The conversion of grape sugars to alcohol by yeast.
Found on http://www.encyclo.co.uk/local/20673

fermentation

A class of biochemical reactions that break down complex organic molecules (such as carbohydrates) into simpler materials (such as ethanol, carbon dioxide, and water). Fermentation reactions are catalyzed by enzymes.
Found on http://antoine.frostburg.edu/chem/senese/101/glossary/f.shtml

Fermentation

Fer`men·ta'tion noun [ Confer French fermentation .] 1. The process of undergoing an effervescent change, as by the action of yeast; in a wider sense (Physiol. Chem.) , the transformation of an organic substance into new compounds by the action of a ferment, either formed or unorga...
Found on http://www.encyclo.co.uk/webster/F/20

fermentation

<microbiology> The anaerobic enzymatic conversion of organic compounds, especially carbohydrates, to simpler compounds, especially to ethyl alcohol, resulting in energy in the form of adenosine triphosphate (ATP). ... The process is used in the production of alcohol, bread, vinegar and other food or industrial products. It differs from respir...
Found on http://www.encyclo.co.uk/local/20973

fermentation

(fur″mәn-ta´shәn) the anaerobic enzymatic conversion of organic compounds, especially carbohydrates, to simpler compounds, especially to lactic acid or ethyl alcohol, producing energy in the form of ATP.
Found on http://www.encyclo.co.uk/local/21001

Fermentation

• (n.) The process of undergoing an effervescent change, as by the action of yeast; in a wider sense (Physiol. Chem.), the transformation of an organic substance into new compounds by the action of a ferment, either formed or unorganized. It differs in kind according to the nature of the ferment which causes it. • (n.) A state of agitatio...
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fermentation

originally, the foaming that occurs during the manufacture of wine and beer, a process at least 10,000 years old. That the frothing results from the ... [35 related articles]
Found on http://www.britannica.com/eb/a-z/f/18

fermentation

(L. fermentatio) the anaerobic enzymatic conversion of organic compounds, especially carbohydrates, to simpler compounds, especially to ethyl alcohol, resulting in energy in the form of adenosine triphosphate (ATP); the process is used in the production of alcohol, bread, vinegar; and other food or industrial products. It differs from respiration.....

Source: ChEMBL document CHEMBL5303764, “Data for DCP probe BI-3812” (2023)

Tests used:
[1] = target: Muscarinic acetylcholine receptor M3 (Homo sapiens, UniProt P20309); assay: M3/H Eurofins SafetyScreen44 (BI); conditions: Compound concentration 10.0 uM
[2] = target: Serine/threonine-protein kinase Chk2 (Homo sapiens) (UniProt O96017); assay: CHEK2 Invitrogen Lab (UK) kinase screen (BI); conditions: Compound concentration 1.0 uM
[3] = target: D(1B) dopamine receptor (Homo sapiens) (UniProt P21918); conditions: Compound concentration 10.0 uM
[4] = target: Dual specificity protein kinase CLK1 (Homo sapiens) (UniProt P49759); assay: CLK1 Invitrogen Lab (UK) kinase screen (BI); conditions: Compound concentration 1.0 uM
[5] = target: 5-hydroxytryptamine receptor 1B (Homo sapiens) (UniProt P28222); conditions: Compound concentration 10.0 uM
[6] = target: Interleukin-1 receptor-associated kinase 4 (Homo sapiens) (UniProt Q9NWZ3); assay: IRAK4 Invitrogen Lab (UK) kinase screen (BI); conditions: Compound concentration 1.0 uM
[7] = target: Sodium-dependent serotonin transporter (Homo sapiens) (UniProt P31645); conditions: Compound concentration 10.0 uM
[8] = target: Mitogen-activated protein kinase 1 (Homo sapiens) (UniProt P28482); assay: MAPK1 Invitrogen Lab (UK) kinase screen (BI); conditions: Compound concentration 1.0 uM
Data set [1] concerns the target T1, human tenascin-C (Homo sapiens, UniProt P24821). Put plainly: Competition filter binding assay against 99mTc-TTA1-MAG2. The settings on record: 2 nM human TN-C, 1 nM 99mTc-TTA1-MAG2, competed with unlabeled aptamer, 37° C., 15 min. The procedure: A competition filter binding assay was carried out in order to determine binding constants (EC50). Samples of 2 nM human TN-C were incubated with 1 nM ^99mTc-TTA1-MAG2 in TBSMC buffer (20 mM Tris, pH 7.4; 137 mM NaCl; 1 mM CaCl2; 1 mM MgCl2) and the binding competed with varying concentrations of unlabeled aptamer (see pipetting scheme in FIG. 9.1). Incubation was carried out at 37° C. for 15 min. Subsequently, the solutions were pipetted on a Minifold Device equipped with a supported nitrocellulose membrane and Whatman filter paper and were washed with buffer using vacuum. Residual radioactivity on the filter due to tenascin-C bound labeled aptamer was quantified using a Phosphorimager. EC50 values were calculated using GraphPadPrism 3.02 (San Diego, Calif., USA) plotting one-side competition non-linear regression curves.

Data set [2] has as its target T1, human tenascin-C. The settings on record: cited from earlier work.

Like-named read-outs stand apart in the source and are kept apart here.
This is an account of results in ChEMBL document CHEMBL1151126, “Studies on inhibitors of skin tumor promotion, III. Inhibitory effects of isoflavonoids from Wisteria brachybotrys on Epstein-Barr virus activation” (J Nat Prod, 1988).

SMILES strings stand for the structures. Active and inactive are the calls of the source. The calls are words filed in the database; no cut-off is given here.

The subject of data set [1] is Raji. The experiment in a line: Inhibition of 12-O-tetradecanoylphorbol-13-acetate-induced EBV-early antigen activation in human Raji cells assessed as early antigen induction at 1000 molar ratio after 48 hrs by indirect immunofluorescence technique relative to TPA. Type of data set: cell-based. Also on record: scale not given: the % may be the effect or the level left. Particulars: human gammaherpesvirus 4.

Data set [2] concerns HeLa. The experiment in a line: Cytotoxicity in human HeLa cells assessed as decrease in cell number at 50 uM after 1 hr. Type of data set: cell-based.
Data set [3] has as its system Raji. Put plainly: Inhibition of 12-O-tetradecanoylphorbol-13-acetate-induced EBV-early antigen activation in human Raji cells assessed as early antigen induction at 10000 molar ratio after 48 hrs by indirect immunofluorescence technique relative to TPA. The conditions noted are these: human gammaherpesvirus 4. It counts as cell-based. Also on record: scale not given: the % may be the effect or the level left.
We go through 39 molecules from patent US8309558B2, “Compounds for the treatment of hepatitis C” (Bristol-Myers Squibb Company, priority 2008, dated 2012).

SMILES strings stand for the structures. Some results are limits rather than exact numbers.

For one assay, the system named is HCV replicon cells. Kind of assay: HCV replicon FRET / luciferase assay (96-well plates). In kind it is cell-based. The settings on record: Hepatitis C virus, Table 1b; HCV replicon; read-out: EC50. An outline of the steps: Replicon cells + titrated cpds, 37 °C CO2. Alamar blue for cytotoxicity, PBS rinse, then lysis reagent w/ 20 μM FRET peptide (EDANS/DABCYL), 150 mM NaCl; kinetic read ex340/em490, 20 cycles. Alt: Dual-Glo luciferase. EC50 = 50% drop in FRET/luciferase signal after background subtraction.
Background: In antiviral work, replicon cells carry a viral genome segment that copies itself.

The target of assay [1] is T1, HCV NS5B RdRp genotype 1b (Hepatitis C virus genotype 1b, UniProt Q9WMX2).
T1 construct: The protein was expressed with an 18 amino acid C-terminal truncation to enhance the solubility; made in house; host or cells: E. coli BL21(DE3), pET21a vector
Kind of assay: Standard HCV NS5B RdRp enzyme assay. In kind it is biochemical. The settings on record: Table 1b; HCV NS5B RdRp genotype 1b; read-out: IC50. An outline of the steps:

Found on http://users.ugent.be/~rvdstich/eugloss/DIC/dictio34.html

fermentation

fermentation 1. The chemical decomposition of a complex substance; especially, a carbohydrate, into simpler chemical products, brought about by the action of enzymes, bacteria, yeasts, or molds, generally in the absence of oxygen. It may be a natural process, or one brought about or enhanced technically to produce a desired end product; for exampl...
Found on http://www.wordinfo.info/words/index/info/view_unit/814/

Fermentation

The total conversion of malt sugars to beer, defined here as three parts, adaptation, primary, and secondary.
Found on http://howtobrew.com/book/glossary

Fermentation

Decomposition and breakdown of organic matter by anaerobic means.
Found on http://www.physicalgeography.net/physgeoglos/f.html

Fermentation

a chemical breakdown of honey, caused by sugar-tolerant yeast and associated with honey having a high moisture content.
Found on http://www.encyclo.co.uk/local/21030

fermentation

The decomposition of carbohydrates by microorganisms in the absence of air. Louis Pasteur first demonstrated that fermentation is a biochemical process, each type being caused by one species. Fermentation is an aspect of bacterial and fungal metabolism, in which glucose and other sugars are oxidiz...
Found on http://www.daviddarling.info/encyclopedia/F/fermentation.html